As a company, we are big believers in continuous improvement.
In many ways, we identify with “Kaizen” which is the Japanese philosophy based on continually seeking ways to improve operations. The key element of this principle involves identifying benchmarks of excellent practices and instilling a sense of employee ownership of the process.
Having worked closely with transport operators of heavy vehicles for the last 20 years, we know that there are always fleets at different stages of the spectrum when it comes to how well their safety management systems are implemented.
Technology used by road jurisdictions to enforce compliance is getting better and it’s far easier to put the spotlight on those who fall foul of the laws. For example, penalties for breaches of NHVL Chain of Responsibility (CoR) in 2018 were increased to up to $3 million fines for corporations and $300,000 plus 5 years imprisonment for directors. For the worst of offences. In terms of new areas that need to be addressed, was the inclusion of maintenance management as a responsibility, a closer alignment with WHS laws (including risk management) and new primary duties to ensure safe practices for each party in the logistics chain.
Tying everything back to the Kaizen approach, it’s our argument that management teams should regularly scan their current operational practices to identify areas that can be adjusted. Here is a summary which should work as a good guide.
Checklist of a Safety Management System (SMS) which can be improved:
- Drivers are required to complete safety forms using paper
- Driver fatigue record are manual with fatigue checks not possible until after the fact
- Corrective action processes are manual
- Paper is used to manage runsheets
- Business critical data is stored in Excel spreadsheets
- Administrative staff are used to collate and enter data into systems
- Reliance on the public or police when speed breaches occur
- Issues gaining access to sub contractor’s safety records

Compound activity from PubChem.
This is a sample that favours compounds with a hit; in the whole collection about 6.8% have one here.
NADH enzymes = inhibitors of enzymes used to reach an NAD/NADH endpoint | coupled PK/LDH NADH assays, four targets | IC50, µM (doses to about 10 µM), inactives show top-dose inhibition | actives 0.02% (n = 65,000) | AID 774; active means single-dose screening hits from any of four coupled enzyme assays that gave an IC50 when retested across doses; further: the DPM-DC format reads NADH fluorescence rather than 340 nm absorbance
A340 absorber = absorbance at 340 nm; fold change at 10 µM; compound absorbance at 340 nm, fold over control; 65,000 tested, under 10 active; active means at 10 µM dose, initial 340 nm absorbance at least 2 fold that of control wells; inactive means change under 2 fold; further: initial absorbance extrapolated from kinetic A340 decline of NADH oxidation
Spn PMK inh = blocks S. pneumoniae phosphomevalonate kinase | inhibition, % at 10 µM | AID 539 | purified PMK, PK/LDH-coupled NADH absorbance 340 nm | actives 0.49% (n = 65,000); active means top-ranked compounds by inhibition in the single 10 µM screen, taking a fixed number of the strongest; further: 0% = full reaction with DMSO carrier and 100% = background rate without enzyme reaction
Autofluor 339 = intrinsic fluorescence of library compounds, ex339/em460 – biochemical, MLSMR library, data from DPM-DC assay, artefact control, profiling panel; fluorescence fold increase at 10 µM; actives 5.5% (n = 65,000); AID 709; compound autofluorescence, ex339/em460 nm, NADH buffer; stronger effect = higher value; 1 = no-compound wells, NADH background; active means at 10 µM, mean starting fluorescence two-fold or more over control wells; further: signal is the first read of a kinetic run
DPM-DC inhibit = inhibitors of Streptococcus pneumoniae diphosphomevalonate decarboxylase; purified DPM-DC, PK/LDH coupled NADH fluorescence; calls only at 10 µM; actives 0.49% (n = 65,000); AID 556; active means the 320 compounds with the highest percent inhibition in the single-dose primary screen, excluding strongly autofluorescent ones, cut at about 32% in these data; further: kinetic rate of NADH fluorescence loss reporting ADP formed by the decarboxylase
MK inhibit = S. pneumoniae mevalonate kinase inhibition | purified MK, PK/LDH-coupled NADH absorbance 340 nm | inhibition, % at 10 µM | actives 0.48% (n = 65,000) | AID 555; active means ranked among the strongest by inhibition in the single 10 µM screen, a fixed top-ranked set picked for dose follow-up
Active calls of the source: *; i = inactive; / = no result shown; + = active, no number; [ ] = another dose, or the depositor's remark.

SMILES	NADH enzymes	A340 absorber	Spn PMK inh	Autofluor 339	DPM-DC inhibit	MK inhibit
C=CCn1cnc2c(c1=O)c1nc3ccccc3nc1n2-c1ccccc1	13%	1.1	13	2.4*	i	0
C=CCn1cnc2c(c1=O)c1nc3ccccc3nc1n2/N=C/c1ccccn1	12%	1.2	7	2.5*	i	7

- Team members (internal or external) can potentially tamper with safety records
Take a moment to think about your fleet and ask yourself this question; If something went wrong, would you be able to provide the required evidence that your company had taken all-due-diligence approach?
For us, these represent key reasons why transport operators need to make an assessment on where they currently sit and be open to seeing how technology can be used to (a) achieve efficiency by (b) reducing the total amount of moving parts contained within your business.
Step to Improve Your Safety Management System:
- Remove paper that is used to collect data and require data entry
- Ensure any improvements are scalable to help your business grow – prove you have systems in place when you bid for jobs.
- To establish a baseline, analyse the systems your competitors have in place
- Ensure structured Change Management processes are in place to introduce new systems
- Address any areas where records can be manipulated by internal or external stakeholders
By taking an integrated approach to your safety management system, we have seen businesses gain rapid returns on investment and improve their risk rating almost immediately by using mobile applications to channel all data into one place. By removing layers of administrative process involved with a reliance on “paper”, time can be freed up to strengthen other areas within the business. Managers are also able to make better decisions by having access to Business Intelligence (BI) dashboards which can show data in real-time.
By digitising runsheets, you are not only able to better manage fatigue, you are able to review jobs in real time, improve run optimisation, which can mean more work can be taken on without having to invest in more drivers and vehicles.
One of the greatest impacts we see of using a single system to manage your operations is the peace of mind that comes with knowing that managers work under a standardised business processes which can future proof the business – thus opening up new opportunities for succession planning and/or selling if desired.
Lastly teams can revert to “exception reporting” which uses technology to automate the process of highlighting where the gaps are which need filling. It’s like an automated audit identifying when there are issues. This allows you to quickly transition and close gaps within your business.
Source: Read more about Kaizen here: https://en.wikipedia.org/wiki/Kaizen